Sunday, September 30, 2018

The Best-Kept Secret About School Success

Make learning fun for your child, it’s the quickest path to academic success.

Put simply, kids will work tirelessly if the work is gratifying — that is, if it's fun! That doesn't mean all play and little work leads to academic success; far from it. What it does mean is that each child's own perspective about what is fun or interesting (and not fraught with stress) has a direct effect on how hard she is likely to work at assigned tasks.

There is little challenge to teachers, parents, and education policymakers from children who just plain love it all, love to read, love to write, love math, love to please. But for those children who are not meeting expectations in the core subjects, the current prescription — to narrow the curriculum and focus exclusively on reading and math — may be the turnoff of all turnoffs. Doing more and more drills, spending all day every day doing stuff that is dull at best, is not the way to improve achievement.

Finding the Hook
It follows, then, that our challenge with kids who are not achieving is to find the hook — the point of passionate interest that will draw them in. This means that we should not be narrowing school subject matter for poor achievers. In fact, we probably should be doing the opposite. Our most talented teachers have long known this. They wait and watch for the hook to bring an unsuccessful student into the fold. Maybe a child's favorite activity is fishing with Grandpa, something his teacher discovers in time spent listening to and getting to know him. Then why not find books at his reading level about fishing? Why not translate math problems into challenges about whether a fish meets the legal size requirement? Teachers' best clues to the hook for each child are likely to emerge during "specials" or social studies, maybe even in a shop class or during an assembly of guest musicians or jugglers. Field trips of all sorts are rich with opportunities to find those hooks.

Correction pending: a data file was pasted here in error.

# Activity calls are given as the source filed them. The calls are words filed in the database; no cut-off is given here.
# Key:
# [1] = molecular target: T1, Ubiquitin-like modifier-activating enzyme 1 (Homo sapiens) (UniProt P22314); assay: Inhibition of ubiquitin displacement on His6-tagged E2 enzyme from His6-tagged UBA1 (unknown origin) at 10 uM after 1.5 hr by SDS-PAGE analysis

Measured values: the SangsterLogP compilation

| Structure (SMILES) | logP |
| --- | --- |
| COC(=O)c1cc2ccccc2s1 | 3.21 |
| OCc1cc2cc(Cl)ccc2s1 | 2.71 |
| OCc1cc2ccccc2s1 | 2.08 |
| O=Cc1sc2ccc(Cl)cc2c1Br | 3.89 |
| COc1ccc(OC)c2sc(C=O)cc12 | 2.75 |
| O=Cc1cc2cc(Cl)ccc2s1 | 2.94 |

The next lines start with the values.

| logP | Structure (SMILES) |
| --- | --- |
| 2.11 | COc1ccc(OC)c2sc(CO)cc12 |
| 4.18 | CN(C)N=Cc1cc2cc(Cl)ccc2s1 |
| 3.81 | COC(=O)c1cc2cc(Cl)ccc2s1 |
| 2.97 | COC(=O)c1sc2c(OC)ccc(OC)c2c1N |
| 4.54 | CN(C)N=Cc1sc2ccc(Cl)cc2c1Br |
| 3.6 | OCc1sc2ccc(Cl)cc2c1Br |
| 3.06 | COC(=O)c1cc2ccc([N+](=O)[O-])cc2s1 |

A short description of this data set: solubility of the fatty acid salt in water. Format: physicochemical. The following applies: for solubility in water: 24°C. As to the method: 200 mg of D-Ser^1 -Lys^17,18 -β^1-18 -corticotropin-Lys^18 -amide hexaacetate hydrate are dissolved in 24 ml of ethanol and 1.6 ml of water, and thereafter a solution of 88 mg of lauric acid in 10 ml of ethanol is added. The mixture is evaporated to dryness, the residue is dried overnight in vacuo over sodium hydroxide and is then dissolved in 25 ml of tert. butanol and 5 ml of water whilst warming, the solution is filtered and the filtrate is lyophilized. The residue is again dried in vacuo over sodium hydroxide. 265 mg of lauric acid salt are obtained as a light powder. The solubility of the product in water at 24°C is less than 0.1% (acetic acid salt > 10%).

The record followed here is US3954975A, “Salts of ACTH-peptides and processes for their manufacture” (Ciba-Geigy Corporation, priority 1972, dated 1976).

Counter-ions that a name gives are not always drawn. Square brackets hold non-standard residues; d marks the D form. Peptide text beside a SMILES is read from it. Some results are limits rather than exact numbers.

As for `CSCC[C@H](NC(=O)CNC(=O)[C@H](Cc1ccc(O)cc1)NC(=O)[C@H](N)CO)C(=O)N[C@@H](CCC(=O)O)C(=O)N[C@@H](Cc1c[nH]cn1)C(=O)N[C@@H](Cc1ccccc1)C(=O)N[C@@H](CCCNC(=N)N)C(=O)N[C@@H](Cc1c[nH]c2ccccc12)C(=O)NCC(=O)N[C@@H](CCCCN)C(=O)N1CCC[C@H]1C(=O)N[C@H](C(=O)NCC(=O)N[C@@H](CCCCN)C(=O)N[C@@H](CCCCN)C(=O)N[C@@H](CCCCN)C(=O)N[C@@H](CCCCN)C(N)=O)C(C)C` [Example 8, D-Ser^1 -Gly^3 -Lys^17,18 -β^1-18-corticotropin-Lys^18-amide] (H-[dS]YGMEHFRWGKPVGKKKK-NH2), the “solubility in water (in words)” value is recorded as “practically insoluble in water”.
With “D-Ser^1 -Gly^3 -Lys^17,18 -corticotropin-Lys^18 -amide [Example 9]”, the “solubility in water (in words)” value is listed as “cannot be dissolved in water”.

Tailor-Made Learning
Above all, adults need to find something that each child can feel successful at, sometimes a classroom job that may involve some easily accomplished reading or math. But don't cut out history for the 3rd grader who is fascinated by the Second World War. Don't rob the artistically inclined child of a lesson in mural-making or a trip to a children's art museum. Bring hands-on gardening into a science unit that might incidentally also involve both math and reading. Whether or not the basic subjects are involved, being able to pursue genuine interests can rejuvenate kids to do the less exciting work that they still must master.